Denver: That’s so true. Yep. Absolutely.

Marcus: You don’t know the city until you talk to people. And some would argue, some might argue that you don’t know the city until you know how the city moves, which is the subway system.

And if you extrapolate that metaphor to humanity: What is the system by which people move? Starts with a “C” and ends with the “-ulture.” The governing operating system of mankind, the meaning-making system by which we translate the world around us. So, we don’t know people until we understand the beliefs they hold.

That is the way they see the world, the artifacts that are meaningful, the behaviors that are normal, and the language that they use. The better we understand people through the mechanisms that govern how their identity is manifested, the underlying physics of who they are, the more likely we are to make these meaningful connections and be able to communicate and engage them in a way where we reach alignment between what we mean to say, what it actually means in their minds.

Denver: Yeah, I mean, in some ways, I sometimes think, and I’ll say this about myself, you know, data can make us lazy because we think we know something, so it makes you a little bit smug because you have that information, where when you didn’t have it, you had to work a little bit harder to get to know who that person was.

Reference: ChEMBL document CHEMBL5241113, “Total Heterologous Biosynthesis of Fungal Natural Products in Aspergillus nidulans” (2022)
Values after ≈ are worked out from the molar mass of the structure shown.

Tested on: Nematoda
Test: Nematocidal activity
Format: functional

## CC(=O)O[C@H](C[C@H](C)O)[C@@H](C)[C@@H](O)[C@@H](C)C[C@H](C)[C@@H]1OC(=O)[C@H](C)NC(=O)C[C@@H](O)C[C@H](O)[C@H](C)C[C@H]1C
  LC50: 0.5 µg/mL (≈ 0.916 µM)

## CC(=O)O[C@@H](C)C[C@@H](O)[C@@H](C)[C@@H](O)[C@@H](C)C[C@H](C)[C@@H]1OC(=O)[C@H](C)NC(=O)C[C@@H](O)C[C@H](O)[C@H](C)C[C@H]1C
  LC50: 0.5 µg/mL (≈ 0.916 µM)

Marcus: That’s right.

Denver: Now, you’re trying to go in there. And I love what you say about the subway system. I remember when I traveled, I always took the subway system because it not only made me feel in touch with the people who live there. But I couldn’t remember a city unless I could get around on the subway.

Marcus: Yeah.

Denver: Because if you were taking taxis, you’re just being dropped at places, you know, like parachuted in, and you don’t understand anything, and you can actually do that online, you know? And I was a runner, so I would always go to a city and run the streets and then try to find my way back to the hotel. So, I did some long runs in my time, you know.

How are we moving from advertising to content creation? There’s quite a revolution going on.

Marcus: You know, advertising, the root word of advertising is to advert, to get people’s attention. And the idea is that we’ll get people’s attention and then communicate something about a product or a brand or a branded product in such a way that it will nudge people to take action, considering the core function of marketing is behavioral adoption.